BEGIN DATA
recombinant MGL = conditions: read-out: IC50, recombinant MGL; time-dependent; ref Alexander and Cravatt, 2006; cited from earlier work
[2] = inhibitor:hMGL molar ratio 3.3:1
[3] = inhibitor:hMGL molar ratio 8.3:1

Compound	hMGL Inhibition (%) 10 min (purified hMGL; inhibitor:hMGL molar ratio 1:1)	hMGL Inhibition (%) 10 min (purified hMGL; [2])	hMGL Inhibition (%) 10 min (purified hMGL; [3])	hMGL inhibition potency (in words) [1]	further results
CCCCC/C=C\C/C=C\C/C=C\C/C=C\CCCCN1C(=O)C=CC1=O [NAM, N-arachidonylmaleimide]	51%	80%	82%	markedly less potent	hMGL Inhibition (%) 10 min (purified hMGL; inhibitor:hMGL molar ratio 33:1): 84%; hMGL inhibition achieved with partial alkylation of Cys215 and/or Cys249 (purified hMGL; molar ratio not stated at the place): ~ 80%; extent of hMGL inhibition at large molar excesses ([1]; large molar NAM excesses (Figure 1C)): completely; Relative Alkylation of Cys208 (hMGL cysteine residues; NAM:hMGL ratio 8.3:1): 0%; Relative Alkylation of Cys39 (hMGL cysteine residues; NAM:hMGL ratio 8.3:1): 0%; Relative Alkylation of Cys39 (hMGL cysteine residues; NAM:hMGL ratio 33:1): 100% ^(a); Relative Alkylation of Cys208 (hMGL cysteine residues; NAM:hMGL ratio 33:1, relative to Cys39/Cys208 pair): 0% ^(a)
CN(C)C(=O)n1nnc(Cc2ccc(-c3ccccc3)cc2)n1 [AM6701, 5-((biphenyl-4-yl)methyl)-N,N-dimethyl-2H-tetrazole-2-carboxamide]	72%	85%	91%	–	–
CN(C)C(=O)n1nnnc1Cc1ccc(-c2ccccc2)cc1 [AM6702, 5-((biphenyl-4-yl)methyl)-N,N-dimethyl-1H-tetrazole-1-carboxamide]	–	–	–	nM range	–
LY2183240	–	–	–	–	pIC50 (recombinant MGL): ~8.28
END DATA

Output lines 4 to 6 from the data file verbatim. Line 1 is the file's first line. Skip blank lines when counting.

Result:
Compound	hMGL Inhibition (%) 10 min (purified hMGL; inhibitor:hMGL molar ratio 1:1)	hMGL Inhibition (%) 10 min (purified hMGL; [2])	hMGL Inhibition (%) 10 min (purified hMGL; [3])	hMGL inhibition potency (in words) [1]	further results
CCCCC/C=C\C/C=C\C/C=C\C/C=C\CCCCN1C(=O)C=CC1=O [NAM, N-arachidonylmaleimide]	51%	80%	82%	markedly less potent	hMGL Inhibition (%) 10 min (purified hMGL; inhibitor:hMGL molar ratio 33:1): 84%; hMGL inhibition achieved with partial alkylation of Cys215 and/or Cys249 (purified hMGL; molar ratio not stated at the place): ~ 80%; extent of hMGL inhibition at large molar excesses ([1]; large molar NAM excesses (Figure 1C)): completely; Relative Alkylation of Cys208 (hMGL cysteine residues; NAM:hMGL ratio 8.3:1): 0%; Relative Alkylation of Cys39 (hMGL cysteine residues; NAM:hMGL ratio 8.3:1): 0%; Relative Alkylation of Cys39 (hMGL cysteine residues; NAM:hMGL ratio 33:1): 100% ^(a); Relative Alkylation of Cys208 (hMGL cysteine residues; NAM:hMGL ratio 33:1, relative to Cys39/Cys208 pair): 0% ^(a)
CN(C)C(=O)n1nnc(Cc2ccc(-c3ccccc3)cc2)n1 [AM6701, 5-((biphenyl-4-yl)methyl)-N,N-dimethyl-2H-tetrazole-2-carboxamide]	72%	85%	91%	–	–